Today, an icon in music and film passed away. Tina Turner, known as the Queen of Rock and Roll, is more than a singer and dancer. She is an actress and storyteller. On screen, she is a force to be reckoned with in roles big and small. Behind the scenes, she tells her story, which led to a career-making role Angela Basset in a film that shows the struggle he had to endure to become the legend that he was and always will be. From his legendary villain role in Mad Max Outside the Thunderdome for her lesser-known role as the Sour Queen in TommyTina Turner set the standard for being both a musician and an actor.
The name Tina Turner evokes a sense of awe and empowerment. When one hears his name, the first thought that comes to mind is music. People of earlier generations probably thought of “River Deep, Mountain High” or “Rollin on the River.” Xennials and Millennials may think of the song “What’s Love Got to Do With It?” as well as a film of the same name starring Bassett. Regardless of the specific things that come to mind, there is a feeling that goes with it. Strength, courage and power—these are the words that embody the name Tina Turner. The name she fought so hard for is one that will go down in history as one of the greatest female artists of all time. The key word is player, of course. She is an amazing actress apart from being a singer, songwriter, and dancer. She is a woman who can do it all, and she does, especially in this post-apocalyptic 1980s classic, Mad Max Beyond the Thunderdome.
Tina Turner Breaks Barriers as Entity Aunt in ‘Mad Max Beyond Thunderdome’
When Mad Max Beyond the Thunderdome’ Released in 1985, it was rare to see a black woman in the lead role in a sci-fi/action blockbuster film. That in and of itself makes the role of The Aunt Entity memorable, but it’s Tina Turner’s performance that cements it. Written as a gray villain, Aunt Entity’s role in the film was meant to be more than just “bad woman”. There’s depth and consideration that went into writing the characters.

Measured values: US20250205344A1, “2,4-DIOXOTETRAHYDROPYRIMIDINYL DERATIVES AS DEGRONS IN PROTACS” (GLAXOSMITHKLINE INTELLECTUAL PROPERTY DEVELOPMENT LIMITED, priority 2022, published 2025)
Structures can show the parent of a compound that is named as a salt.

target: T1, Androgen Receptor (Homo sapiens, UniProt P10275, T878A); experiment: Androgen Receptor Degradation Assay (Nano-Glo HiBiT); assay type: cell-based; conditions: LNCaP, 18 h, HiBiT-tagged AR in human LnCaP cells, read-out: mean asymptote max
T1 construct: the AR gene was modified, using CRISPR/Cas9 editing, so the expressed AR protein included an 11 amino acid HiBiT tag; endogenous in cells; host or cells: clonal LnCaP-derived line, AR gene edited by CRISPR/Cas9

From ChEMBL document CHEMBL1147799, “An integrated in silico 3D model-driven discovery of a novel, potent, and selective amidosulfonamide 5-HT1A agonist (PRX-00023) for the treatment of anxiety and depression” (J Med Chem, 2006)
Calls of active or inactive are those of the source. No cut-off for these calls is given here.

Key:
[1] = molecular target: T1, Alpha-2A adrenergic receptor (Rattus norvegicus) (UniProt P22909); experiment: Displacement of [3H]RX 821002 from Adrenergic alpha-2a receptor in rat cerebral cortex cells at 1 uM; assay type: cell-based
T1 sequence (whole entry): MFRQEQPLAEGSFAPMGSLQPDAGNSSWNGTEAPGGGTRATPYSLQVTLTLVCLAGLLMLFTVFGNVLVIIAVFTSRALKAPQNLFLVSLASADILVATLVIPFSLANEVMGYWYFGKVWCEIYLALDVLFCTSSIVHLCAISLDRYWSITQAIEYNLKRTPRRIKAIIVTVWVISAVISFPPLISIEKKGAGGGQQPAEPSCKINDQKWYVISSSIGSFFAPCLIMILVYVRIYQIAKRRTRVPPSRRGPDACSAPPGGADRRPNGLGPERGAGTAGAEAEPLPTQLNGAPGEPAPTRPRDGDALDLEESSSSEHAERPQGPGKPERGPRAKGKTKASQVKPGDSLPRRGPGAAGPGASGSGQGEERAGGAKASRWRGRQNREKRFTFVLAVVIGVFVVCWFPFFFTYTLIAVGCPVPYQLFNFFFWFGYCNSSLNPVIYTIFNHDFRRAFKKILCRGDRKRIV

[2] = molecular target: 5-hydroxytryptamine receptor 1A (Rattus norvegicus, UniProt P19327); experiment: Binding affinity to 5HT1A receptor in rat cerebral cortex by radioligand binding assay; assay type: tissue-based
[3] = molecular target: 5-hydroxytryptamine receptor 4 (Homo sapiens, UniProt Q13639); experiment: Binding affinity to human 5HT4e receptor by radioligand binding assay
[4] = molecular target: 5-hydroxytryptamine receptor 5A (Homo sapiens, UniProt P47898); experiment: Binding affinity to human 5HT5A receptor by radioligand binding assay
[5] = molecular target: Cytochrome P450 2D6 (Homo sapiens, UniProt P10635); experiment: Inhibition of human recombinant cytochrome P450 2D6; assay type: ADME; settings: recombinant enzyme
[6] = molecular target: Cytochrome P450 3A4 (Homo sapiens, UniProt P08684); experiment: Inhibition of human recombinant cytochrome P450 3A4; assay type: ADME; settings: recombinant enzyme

In a 1985 interview with Ann Billson of Time Out magazine, director George Miller stating, “We don’t want to fall into the pretty clichéd kind of bad guy. And we have a saying that today’s tyrants are yesterday’s heroes. And if you really look at the rhythm of things, that’s what a lot of times is.” the way they decided to cast Tina Turner in the role. Her star power and natural energy brought the rich duality to the character that the creative team was looking for. Her portrayal of the Aunt Entity is easily the best part of the film, which would suffer in Turner’s absence. His performance goes hand in hand with other outstanding aspects of the film: the soundtrack songs, “We Don’t Need Another Hero (Thunderdome)” and “One of the Living”, were both hits soon after their release.
Tina Turner Paved the Way for the Stardom Crossover
Tina Turner’s strength as a performer crosses the boundaries fans expect from most singers. In fact, before his appearance in Outside the Thunderdome, there are not many black female singers who participate in films that do not focus on music or music. Even his own previous roles were in musicals, first in Lonely Hearts Club Sergeant Pepper as a musical guest, then in her lesser known (but still iconic) role as the Sour Queen in Tommy. Her performance as the Aunt Entity was extraordinary, though no one noticed at the time.
Thanks to Turner, a new generation of Black sci-fi lovers can see themselves on screen in major roles. Thanks to him, musical artists can see themselves in film roles that go beyond music. He is a true pioneer who is so much more than his dark past. He was, and will always be, an inspiration to millions, and his name will stand forever in music and film history.